4 Things You Need To Know About Ocular Rosacea

Health & Medical Blog

Rosacea is a skin condition characterized by red, rough, bumpy skin on the face. Over half of rosacea sufferers will also experience ocular involvement, which is known as ocular rosacea. Here are four things you need to know about ocular rosacea.

What are the symptoms of ocular rosacea?

Most often, ocular rosacea affects the eyelids. It leads to blepharitis, which is swelling of the eyelids. It may also lead to telangiectasias (visible blood vessels) on the eyelids.

Ocular rosacea can also lead to chronic conjunctivitis (pink eye). Conjunctivitis presents as red, watery, irritated eyes.

Dry eye is another sign of ocular rosacea. If your eyes are dry, you'll feel sensations like burning, stinging, or grittiness. This happens when your meibomian glands, which produce a type of oil that keeps your tears from evaporating, become plugged.

What causes ocular rosacea?

The cause of rosacea is still not known. Some scientists believe that it's a vascular disorder, which means that it's caused by your blood vessels not working the way they should. Other scientists believe that it's a nervous system disorder, which means it can be triggered by factors like stress. Other scientists suspect that excessive numbers of Demodex folliculorum, a mite that's normally found on people's skin, causes the condition. More studies need to be done to figure out why people get rosacea and why it affects some people's eyes but not others.

Can it cause vision damage?

Since ocular rosacea leads to dry eye, it can damage your vision. Your tears lubricate your cornea and keep it safe from friction, but without enough tears, your cornea may become scraped or scratched.

Eyelid inflammation can also damage your corneas. This can happen if the swelling forces your eyelashes to turn inwards, where they will rub against your eyes every time you blink. This can damage the surface of your corneas.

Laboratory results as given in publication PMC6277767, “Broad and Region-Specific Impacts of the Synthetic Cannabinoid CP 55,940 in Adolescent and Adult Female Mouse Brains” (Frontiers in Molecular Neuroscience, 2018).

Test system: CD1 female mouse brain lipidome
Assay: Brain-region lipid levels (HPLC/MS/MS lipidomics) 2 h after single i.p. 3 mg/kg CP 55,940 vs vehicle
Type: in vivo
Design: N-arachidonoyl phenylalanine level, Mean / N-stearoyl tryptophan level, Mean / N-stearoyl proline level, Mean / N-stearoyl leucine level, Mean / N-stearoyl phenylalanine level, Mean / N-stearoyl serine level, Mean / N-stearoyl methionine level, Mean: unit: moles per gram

When your cornea becomes injured, your vision is at risk. This is because the injuries may leave scars. Scars on the cornea are different from scars on other parts of your body; they're not just a cosmetic problem. Light needs to go through your corneas for you to see properly, and if thickened scar tissue is in the way, less light will be able to get inside. This can lead to decreased vision or vision loss. If your corneas are severely scarred, you may need to get a corneal transplant to restore your vision.

How is ocular rosacea treated?

Ocular rosacea can't be cured, but your optometrist can help you control it. Artificial tears can be used to control your dry eye symptoms, and holding hot compresses against your eyes can help to unclog your meibomian glands.

Antibiotic eye drops can be used off-label to treat the condition. Antibiotics have the side effects of improving your Meibomian gland secretions and protecting your cornea, so you may need to take them indefinitely, even though you don't' have an infection.

If you think you have ocular rosacea, see Blue Ridge Ophthalmology or your local optometrist. 


2 February 2016

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